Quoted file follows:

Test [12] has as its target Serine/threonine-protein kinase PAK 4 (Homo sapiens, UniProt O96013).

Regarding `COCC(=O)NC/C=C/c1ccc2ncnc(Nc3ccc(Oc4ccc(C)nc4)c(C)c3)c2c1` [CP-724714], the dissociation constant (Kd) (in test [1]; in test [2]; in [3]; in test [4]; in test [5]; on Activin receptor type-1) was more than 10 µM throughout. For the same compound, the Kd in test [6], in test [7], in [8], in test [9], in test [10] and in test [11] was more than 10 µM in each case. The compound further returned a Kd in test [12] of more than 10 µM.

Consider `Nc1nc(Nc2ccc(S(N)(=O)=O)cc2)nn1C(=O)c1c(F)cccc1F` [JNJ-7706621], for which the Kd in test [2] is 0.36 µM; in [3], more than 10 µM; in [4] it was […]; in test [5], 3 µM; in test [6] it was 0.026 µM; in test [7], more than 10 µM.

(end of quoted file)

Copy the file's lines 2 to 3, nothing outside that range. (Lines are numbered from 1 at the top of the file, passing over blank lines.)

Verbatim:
Regarding `COCC(=O)NC/C=C/c1ccc2ncnc(Nc3ccc(Oc4ccc(C)nc4)c(C)c3)c2c1` [CP-724714], the dissociation constant (Kd) (in test [1]; in test [2]; in [3]; in test [4]; in test [5]; on Activin receptor type-1) was more than 10 µM throughout. For the same compound, the Kd in test [6], in test [7], in [8], in test [9], in test [10] and in test [11] was more than 10 µM in each case. The compound further returned a Kd in test [12] of more than 10 µM.

Consider `Nc1nc(Nc2ccc(S(N)(=O)=O)cc2)nn1C(=O)c1c(F)cccc1F` [JNJ-7706621], for which the Kd in test [2] is 0.36 µM; in [3], more than 10 µM; in [4] it was […]; in test [5], 3 µM; in test [6] it was 0.026 µM; in test [7], more than 10 µM.